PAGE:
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Defending Your Eyes During Allergy Season

Are you experiencing red eyes, itchy eyes or watery eyes? If yes, you may be suffering from pollen-induced eye allergies. For some of us, March is the start of pollen season, marking the onset of uncomfortable symptoms such as itchy eyes, watery eyes or stinging, red eyes. Springtime eye allergies are caused by the release of tree and flower pollen into the atmosphere and can greatly inhibit everyday functioning for those that suffer from them.

What can you do to protect your eyes this allergy season? Well the most obvious answer would be to decrease contact with allergens which means staying inside, especially on days with a high pollen count. Keeping windows shut, using air conditioning and wearing full-coverage shades when going outside may also help to protect your eyes from irritants in the air. A HEPA (high efficiency particulate air) filter can be used clear allergens from the air inside your home or office.

However, for the majority of us that can't stay indoors the entire spring season, certain medications can treat symptoms such as itchy eyes, red eyes or watery eyes. Often times a simple eye drop is all that's needed to moisturize and relieve itchy eyes or red eyes and remove irritants. Products with antihistamines, decongestants or mast cell stabilizers are made to alleviate inflammation of the eyes and treat other symptoms such as cold-like symptoms. Drops often work better than pills or liquid medications to treat eye problems.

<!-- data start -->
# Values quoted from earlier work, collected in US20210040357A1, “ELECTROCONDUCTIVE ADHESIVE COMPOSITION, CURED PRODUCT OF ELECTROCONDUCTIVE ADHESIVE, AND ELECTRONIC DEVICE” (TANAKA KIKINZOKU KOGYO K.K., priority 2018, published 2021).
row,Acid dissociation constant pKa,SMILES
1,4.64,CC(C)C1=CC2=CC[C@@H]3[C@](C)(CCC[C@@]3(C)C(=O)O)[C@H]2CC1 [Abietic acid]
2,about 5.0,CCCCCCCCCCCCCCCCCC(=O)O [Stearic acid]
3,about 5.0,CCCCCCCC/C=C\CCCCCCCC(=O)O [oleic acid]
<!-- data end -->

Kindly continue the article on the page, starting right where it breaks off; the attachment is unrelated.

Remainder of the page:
Nearly 20% of the U.S. population, or 54 million people suffer from allergies, nearly half of which are eye allergies. Eye allergies often run in families and result from an over-sensitivity to a particle that has entered the eye regardless of whether is it harmful. The eyes then release histamines and other immune mediators which result in excessive tears, itching, burning, redness and irritation.

Most importantly, don't rub red, itchy. This can just exacerbate the inflammation. Due to the fact that many of the effective medications do need a prescription, if over-the-counter medications are not working for you, see your optometrist.